Movie Review: A Monster Calls
By Matthew Huntley
January 16, 2017
Through various animation and special effects sequences, the film brings the monster's stories to life - the first about a prince and his supposedly evil witch of a stepmother; the second about an apothecary and a narrow-minded parson who doesn't allow the apothecary to practice medicine the way he prefers; and the third about an invisible man determined to be seen and who takes drastic action to do so. Buried within each of these narratives is a useful lesson (or perhaps lessons) that requires us to alter our perspective and assumptions, which is illustrative of the the film's overall message: to not subscribe to evaluative thinking based on a single point of view. In life, there are few certainties and we have to be open to the possibility that the way we see things is wrong and probably different from the way others see them.
That's what's so refreshing and enduring about A Monster Calls, which is based on the novel by Patrick Ness, from an original idea by Siobhan Dowd: the morals of each of its stories, and the main one between Conor and the monster, aren't so clear cut. The film puts it on us to examine them from multiple angles, consider what they're saying in regards to human nature and to the specific characters, and eventually draw multiple conclusions. There are of course parallels between the monster's stories and Conor's own day-to-day struggles, but that's why the monster tells them. His objective is to help Conor (and us) learn, grow and forgive.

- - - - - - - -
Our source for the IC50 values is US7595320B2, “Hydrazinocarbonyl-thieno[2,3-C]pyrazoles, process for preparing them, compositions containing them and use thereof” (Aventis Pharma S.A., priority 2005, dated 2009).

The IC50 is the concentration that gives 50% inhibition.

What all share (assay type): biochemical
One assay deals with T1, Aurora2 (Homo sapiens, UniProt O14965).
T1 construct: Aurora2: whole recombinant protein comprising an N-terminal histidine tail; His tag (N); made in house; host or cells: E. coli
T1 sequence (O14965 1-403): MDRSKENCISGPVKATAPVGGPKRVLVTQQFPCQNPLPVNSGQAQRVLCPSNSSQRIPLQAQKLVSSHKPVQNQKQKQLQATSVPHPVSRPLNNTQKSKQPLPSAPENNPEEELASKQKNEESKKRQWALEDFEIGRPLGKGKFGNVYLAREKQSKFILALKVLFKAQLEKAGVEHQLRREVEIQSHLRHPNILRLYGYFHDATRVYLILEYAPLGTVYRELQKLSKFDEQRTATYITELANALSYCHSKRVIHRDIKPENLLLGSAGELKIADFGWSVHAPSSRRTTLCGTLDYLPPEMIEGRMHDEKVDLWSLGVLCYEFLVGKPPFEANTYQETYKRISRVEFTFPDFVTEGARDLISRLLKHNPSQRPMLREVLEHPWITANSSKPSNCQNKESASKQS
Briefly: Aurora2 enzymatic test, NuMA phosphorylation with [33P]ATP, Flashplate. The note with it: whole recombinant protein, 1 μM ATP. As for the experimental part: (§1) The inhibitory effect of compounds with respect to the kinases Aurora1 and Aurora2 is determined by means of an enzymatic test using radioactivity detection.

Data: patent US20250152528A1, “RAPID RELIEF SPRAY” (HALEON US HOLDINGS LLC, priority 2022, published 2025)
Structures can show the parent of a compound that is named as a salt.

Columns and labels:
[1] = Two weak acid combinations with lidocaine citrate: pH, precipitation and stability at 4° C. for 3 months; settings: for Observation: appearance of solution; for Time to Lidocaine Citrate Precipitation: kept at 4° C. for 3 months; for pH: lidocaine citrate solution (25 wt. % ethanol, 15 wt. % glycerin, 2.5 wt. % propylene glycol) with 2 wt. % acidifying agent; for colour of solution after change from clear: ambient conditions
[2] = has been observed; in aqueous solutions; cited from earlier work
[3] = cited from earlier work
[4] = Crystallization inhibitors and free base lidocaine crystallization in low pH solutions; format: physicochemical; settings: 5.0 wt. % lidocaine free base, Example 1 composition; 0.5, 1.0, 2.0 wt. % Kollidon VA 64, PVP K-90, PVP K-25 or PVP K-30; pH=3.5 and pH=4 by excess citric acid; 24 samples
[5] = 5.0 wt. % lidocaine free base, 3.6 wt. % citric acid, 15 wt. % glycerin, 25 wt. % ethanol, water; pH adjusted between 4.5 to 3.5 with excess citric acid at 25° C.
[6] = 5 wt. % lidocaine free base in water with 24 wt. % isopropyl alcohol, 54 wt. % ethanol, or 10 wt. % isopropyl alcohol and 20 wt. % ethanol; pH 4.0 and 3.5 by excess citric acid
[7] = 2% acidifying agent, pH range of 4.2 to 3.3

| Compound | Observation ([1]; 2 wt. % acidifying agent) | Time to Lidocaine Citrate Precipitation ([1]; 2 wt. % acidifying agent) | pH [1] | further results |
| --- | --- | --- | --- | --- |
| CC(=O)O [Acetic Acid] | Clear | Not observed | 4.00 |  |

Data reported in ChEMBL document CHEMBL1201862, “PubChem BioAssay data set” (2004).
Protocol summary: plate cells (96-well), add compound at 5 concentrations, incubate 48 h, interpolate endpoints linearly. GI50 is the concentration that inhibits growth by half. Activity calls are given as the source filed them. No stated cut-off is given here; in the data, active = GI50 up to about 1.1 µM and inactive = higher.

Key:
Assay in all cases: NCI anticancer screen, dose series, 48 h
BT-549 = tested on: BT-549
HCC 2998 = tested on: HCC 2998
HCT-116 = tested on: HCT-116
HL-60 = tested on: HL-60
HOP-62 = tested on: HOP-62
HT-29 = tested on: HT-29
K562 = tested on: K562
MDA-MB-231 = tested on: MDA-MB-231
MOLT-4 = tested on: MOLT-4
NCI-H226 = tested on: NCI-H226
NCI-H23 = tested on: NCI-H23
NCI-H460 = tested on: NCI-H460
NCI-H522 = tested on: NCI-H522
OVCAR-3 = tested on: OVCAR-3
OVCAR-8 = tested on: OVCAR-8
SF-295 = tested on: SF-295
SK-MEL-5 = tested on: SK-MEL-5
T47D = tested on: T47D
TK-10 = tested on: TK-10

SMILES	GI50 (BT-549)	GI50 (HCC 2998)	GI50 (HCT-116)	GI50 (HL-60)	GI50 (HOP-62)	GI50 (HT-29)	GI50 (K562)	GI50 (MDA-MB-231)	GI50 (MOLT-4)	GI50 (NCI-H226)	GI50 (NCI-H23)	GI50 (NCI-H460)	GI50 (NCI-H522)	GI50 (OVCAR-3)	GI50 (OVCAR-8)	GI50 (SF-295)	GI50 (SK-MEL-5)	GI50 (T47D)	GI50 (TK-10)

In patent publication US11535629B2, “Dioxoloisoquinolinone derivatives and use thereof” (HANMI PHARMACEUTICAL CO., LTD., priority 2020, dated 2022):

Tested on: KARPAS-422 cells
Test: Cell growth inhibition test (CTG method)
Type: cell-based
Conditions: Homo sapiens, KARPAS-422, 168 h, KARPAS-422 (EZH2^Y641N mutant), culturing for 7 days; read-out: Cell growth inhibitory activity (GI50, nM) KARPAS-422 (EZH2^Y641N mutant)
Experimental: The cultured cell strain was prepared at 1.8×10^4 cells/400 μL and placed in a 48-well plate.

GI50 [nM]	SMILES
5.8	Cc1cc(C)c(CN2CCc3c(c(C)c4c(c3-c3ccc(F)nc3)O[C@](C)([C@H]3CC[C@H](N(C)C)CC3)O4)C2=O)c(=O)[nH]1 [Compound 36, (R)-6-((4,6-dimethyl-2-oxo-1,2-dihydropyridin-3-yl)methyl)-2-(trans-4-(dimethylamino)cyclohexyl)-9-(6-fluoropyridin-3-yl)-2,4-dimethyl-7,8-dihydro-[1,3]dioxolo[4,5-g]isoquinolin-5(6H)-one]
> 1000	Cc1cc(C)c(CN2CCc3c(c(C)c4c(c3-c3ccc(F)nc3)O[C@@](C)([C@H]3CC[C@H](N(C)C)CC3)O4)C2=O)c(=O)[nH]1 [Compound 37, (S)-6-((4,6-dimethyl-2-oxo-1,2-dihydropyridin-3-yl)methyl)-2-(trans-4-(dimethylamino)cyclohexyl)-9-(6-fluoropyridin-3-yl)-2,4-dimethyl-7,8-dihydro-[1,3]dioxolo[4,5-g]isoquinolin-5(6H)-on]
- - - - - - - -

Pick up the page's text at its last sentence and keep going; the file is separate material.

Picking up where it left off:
Director J.A. Bayona, who also helmed The Impossible and the superior horror film The Orphanage, once again shows a deep understanding of the material he's been charged with filming, especially with regards to the complexity of Conor's situation. He doesn't simplify things in order to make it easier for the audience to digest. Bayona knows Conor's burdens are common to everyone at one point or another and because he sees them as something true and universal, he doesn't cut corners or resort to contrived narrative devices just to get through them. Instead, he lets each scene play out naturally without rushing through it (I'm thinking of a particularly quiet moment when Conor goes into his room and starts flipping through the pages of a book). By the end, we've gained a real sense of Conor's pain and suffering and really listen to him when tells the monster he's just so tired. And the monster's explanation for Conor's nightmare may be short, but it's something we're all prone to forgetting.
I went into A Monster Calls completely cold and unaware of what it was about, though I assumed it was just another children's fantasy. I'm happy to report it caught me off guard, not only with its content but also its heart and recognition of the young adolescent experience. It knows how urgent, difficult and agonizing this time can be, but it respects it and this allows the film to earns its emotional payoff. Based what I learned from it, I look forward to the day I get to watch A Monster Calls with my own kids, not only because its lessons will be valuable to them, but because it's likely their interpretations of the stories will teach me even more. If ever there was a modern family picture that any family would be wise to watch together, A Monster Calls is it.